Heat loss generally happens when warm air escapes your home and cold air seeps in.

To prevent that, you can consider the following:

Seal drafts: Check your windows and doors for drafts and seal them with weatherstripping or caulking.

Add insulation: Insulation helps trap heat inside your home. Consider adding insulation to your walls, attic, and floors. Take note that different house types require different insulation types.

Take a look at the table below:

House TypeMost Effective Insulation Types
Single-family homesFiberglass batts, blown-in cellulose, spray foam, or rigid foam
Apartments and CondosSpray foam or blown-in cellulose
Older HomesLoose-fill insulation or spray foam
Mobile HomesBlanket insulation, foam board insulation or spray foam
Log HomesSpray foam, blown-in cellulose, or fiberglass batts with vapor retarder
Coastal HomesClosed-cell spray foam or rigid foam with vapor barrier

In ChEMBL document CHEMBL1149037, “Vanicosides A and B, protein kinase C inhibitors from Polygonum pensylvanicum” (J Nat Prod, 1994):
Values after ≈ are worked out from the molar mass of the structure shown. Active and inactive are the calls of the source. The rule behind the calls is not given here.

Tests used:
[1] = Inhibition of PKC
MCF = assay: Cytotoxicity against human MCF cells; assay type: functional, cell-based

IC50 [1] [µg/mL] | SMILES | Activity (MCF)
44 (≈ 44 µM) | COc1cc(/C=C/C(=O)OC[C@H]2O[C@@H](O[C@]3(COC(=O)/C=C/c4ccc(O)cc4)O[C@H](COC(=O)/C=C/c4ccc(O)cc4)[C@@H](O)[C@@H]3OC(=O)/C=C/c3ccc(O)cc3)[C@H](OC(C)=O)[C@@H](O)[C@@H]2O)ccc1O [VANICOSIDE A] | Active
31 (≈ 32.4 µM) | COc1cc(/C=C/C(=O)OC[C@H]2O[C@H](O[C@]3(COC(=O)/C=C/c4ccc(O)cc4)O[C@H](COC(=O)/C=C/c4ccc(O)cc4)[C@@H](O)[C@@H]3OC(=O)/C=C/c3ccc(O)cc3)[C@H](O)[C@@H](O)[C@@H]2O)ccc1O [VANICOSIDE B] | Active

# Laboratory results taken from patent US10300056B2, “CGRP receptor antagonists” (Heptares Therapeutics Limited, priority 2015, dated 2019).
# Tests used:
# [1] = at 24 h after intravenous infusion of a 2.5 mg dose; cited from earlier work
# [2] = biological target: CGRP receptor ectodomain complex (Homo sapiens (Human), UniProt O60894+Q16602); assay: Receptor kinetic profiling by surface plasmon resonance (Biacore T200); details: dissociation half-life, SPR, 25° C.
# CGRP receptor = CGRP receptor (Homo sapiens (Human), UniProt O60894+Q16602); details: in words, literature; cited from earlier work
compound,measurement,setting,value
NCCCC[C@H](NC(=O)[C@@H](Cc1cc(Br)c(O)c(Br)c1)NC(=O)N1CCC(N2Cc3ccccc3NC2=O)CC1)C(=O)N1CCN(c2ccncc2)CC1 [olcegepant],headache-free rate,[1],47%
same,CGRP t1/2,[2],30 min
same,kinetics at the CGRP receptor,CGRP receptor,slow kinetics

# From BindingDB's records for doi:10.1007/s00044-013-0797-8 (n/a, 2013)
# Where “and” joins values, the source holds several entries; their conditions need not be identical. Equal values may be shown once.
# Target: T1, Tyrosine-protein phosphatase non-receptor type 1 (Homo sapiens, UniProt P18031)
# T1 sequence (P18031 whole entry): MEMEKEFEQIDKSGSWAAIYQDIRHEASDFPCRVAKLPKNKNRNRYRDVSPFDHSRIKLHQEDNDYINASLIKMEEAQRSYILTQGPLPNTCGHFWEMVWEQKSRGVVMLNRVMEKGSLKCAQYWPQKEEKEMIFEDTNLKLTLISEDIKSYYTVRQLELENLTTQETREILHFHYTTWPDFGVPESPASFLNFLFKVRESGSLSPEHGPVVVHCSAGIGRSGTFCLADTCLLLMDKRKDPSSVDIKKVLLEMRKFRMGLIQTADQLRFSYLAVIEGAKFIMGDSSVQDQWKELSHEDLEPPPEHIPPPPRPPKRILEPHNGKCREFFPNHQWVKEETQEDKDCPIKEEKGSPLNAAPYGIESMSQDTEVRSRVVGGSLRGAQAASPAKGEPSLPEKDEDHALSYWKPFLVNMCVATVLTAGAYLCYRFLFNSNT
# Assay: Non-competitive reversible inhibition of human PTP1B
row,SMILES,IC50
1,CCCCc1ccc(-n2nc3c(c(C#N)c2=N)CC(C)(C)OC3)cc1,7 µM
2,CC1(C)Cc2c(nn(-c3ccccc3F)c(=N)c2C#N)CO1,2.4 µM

Use curtains: Close curtains or blinds at night to prevent heat loss through windows.

Cover floors: If you have hardwood or tile floors, consider adding area rugs to help trap heat.

Keep doors closed: Keep doors to unused rooms closed to prevent heat from escaping.

Use door snakes: A door snake is a long, stuffed fabric tube that blocks drafts from coming in under doors.

Block off unused spaces: If you have an unused room, close the door and block off any vents to prevent heat loss.

Use a fireplace: If you have a fireplace, use it to heat your home. However, be sure to use caution and follow proper safety precautions.